Locations of foreign military assets providing humanitarian support in the Philippines, 17 November 2013. Graphic: OCHA

17 November 2013 (UNOCHA) – According to Government estimates, Typhoon Haiyan (known locally as Yolanda) has affected between 10 million and 12.9 million people in nine regions, with nearly 40 per cent of affected people from Central Visayas. Estimates of affected people have decreased slightly in the last day as Government agencies continue to validate data. Estimates by the Department of Social Welfare and Development (DSWD) project that over 4 million people have been displaced, of whom 3.6 million are living outside evacuation centres in Eastern and Western Visayas alone. Additional evacuation centres (ECs) have opened in these regions, bringing the total to 1,562 evacuation centres in affected areas. DSWD also estimates that over 1 million houses sustained damage, with over 490,000 completely destroyed. DSWD is the central Government body that collates and reports on official numbers of displaced, dead, and missing. All figures remain fluid as local and provincial authorities reach new areas and report updated numbers to the capital.

Access to affected areas has improved as debris is cleared and roads and bridges are repaired. All major roads are now accessible except the Janiuay-Iloilo road (Iloilo province) due to a damaged bridge. Access to remote areas remains more difficult, but is also improving. The Armed Forces of the Philippines report that all airports are now operational, although Roxas airport is only open during the day, and Tacloban airport has limited operations. Ormoc, Guiuan and Borongan airports are now open to C130 aircraft transporting large amounts of relief goods. Sea ports are also now operational.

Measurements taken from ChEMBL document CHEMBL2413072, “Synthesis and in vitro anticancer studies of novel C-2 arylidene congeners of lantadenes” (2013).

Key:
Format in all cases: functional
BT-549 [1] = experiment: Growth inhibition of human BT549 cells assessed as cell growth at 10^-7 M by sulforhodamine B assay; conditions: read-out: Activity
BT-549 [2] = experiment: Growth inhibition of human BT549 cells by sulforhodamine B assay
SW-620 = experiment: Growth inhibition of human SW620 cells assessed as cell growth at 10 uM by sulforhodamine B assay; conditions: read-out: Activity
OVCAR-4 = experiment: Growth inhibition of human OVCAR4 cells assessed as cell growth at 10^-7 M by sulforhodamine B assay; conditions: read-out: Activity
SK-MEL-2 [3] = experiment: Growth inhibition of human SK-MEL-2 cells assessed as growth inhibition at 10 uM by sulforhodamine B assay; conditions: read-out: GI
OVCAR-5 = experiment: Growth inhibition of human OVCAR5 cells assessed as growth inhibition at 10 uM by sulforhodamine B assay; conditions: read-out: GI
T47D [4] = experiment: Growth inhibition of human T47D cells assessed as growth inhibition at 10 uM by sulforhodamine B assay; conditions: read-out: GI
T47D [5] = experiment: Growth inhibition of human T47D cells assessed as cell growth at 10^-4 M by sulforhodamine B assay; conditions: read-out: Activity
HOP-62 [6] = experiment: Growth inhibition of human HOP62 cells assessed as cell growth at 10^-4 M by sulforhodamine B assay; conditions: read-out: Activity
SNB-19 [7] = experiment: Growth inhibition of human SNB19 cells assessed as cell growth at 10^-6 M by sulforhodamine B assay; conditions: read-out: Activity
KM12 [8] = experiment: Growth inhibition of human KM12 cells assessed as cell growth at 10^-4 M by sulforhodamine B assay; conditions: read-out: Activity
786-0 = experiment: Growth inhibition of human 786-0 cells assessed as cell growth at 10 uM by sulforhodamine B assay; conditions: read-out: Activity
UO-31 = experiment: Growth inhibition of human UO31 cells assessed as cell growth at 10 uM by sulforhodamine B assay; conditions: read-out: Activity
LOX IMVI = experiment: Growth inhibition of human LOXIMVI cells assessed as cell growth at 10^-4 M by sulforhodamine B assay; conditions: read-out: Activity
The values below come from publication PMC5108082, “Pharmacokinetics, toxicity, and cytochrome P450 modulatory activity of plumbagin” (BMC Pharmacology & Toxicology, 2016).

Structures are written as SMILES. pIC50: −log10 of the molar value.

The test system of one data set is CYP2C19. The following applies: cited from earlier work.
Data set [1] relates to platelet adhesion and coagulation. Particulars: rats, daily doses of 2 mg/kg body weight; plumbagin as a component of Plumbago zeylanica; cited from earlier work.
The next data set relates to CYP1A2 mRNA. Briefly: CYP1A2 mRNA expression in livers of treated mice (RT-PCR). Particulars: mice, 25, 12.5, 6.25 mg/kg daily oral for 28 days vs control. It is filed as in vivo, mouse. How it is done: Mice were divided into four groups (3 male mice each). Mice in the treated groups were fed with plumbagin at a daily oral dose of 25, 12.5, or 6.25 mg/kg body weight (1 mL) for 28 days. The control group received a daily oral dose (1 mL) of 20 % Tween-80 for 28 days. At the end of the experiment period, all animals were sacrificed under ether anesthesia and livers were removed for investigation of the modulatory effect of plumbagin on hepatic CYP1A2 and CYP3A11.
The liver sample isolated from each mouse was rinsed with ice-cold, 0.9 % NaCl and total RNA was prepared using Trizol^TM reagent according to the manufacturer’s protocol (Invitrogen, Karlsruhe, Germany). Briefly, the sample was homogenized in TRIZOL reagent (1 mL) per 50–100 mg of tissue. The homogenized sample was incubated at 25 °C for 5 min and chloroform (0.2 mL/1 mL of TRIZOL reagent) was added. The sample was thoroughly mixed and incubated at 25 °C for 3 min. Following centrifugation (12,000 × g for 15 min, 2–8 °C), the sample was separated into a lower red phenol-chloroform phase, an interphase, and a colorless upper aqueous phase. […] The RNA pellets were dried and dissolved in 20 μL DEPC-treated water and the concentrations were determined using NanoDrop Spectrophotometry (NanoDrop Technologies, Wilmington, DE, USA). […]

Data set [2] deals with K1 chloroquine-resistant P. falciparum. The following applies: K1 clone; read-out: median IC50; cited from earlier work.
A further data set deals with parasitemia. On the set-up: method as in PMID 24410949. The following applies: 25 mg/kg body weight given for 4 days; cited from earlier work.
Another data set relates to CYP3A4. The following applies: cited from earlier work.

Public services are being restored, but with continuing intermittent power in five regions: IV-B, V, VI, VII and VIII. The Government estimates that 566 transmission towers and seven substations have been damaged. In Western Visayas, telephone lines are down in Aklan and Capiz provinces, and only limited mobile coverage is available. Fuel shortages continue to pose a challenge, and partners are distributing 26,000 litres of fuel.

The Government, with support from the humanitarian community, is expanding life-saving activities, with an estimated 814,000 people having now received food aid, mainly in Leyte province. Despite this progress, partners report food shortages in Easter Samar, Northern Cebu, Iloilo and Capiz provinces. The main water pipeline and  water treatment plant have been repaired in Tacloban, and about 80 per cent of the population now has access to piped water, which requires chlorination to be drinkable. Repairs to a network of smaller pipes are under way. Government reports indicate that some areas of Western Visayas (e.g., Barbaza municipality and Capiz and Iloilo provinces) lack access to running water, and humanitarian partners report that towns in Eastern Samar and Cebu provinces lack access to drinking water. Over 46 per cent of health facilities assessed in four regions (IV-A, IV-B, VII and VIII) are not functioning due to damage. Reports of damage to health facilities in other affected areas are being confirmed. Re-establishing health services will require solar-powered refrigerators and diesel generators, among other critical equipment. Overcrowding and poor sanitation are concerns in large evacuation centres. In Tacloban, over 56,000 people are living in the Astrodome evacuation centre alone. Deliveries of shelter and hygiene materials continue, and the Government and partners are working to find alternative solutions to ease congestion. [more]

Philippines: Typhoon Haiyan  Situation Report No. 11 (as of 17 November 2013)



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